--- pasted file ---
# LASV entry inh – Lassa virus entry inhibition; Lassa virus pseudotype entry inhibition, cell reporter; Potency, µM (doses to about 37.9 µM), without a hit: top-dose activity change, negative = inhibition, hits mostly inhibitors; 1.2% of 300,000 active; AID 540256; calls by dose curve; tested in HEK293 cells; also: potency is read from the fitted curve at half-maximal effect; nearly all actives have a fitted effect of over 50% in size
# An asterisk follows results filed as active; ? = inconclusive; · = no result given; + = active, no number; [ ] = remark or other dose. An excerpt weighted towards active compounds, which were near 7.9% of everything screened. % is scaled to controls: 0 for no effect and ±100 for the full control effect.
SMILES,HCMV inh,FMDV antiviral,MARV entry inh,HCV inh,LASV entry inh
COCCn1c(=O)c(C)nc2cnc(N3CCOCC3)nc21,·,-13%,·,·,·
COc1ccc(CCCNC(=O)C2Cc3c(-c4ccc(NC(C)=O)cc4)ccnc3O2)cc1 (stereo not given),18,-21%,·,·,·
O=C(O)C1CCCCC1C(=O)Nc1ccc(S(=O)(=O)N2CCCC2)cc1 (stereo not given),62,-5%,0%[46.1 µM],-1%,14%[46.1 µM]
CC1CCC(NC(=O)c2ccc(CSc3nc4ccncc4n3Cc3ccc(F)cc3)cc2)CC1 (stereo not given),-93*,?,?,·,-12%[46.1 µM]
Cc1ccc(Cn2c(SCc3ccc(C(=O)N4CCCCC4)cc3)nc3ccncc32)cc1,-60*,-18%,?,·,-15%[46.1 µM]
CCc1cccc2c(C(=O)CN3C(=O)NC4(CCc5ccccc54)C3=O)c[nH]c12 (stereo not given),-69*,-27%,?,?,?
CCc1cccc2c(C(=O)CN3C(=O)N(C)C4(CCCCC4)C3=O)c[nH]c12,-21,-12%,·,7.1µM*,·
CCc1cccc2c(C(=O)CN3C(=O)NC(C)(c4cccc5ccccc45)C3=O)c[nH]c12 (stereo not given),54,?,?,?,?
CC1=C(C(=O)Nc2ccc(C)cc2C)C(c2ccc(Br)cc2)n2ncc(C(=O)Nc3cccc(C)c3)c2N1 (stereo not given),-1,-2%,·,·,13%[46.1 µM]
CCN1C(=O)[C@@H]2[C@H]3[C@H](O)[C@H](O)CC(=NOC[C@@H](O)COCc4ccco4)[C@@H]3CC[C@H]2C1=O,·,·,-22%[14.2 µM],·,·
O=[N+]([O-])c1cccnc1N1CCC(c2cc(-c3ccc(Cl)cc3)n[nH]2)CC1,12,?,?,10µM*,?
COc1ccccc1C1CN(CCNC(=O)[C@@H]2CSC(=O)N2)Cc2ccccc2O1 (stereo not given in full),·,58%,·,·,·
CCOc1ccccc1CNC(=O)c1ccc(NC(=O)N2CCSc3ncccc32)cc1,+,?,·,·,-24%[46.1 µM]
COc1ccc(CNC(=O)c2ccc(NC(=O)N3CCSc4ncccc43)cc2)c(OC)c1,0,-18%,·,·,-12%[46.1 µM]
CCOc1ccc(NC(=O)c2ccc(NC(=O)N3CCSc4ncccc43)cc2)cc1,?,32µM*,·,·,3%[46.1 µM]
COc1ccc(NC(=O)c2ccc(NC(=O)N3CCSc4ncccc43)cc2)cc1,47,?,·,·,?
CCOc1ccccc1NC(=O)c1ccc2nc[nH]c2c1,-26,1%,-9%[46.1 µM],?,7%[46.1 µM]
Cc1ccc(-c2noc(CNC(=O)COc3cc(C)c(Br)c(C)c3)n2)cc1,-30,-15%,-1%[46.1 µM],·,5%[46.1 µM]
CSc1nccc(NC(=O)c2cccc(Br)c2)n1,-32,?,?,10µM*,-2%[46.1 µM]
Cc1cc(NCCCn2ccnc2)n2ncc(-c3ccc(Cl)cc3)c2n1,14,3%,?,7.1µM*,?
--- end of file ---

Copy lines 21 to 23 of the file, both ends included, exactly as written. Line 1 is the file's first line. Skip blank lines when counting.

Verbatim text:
Cc1ccc(-c2noc(CNC(=O)COc3cc(C)c(Br)c(C)c3)n2)cc1,-30,-15%,-1%[46.1 µM],·,5%[46.1 µM]
CSc1nccc(NC(=O)c2cccc(Br)c2)n1,-32,?,?,10µM*,-2%[46.1 µM]
Cc1cc(NCCCn2ccnc2)n2ncc(-c3ccc(Cl)cc3)c2n1,14,3%,?,7.1µM*,?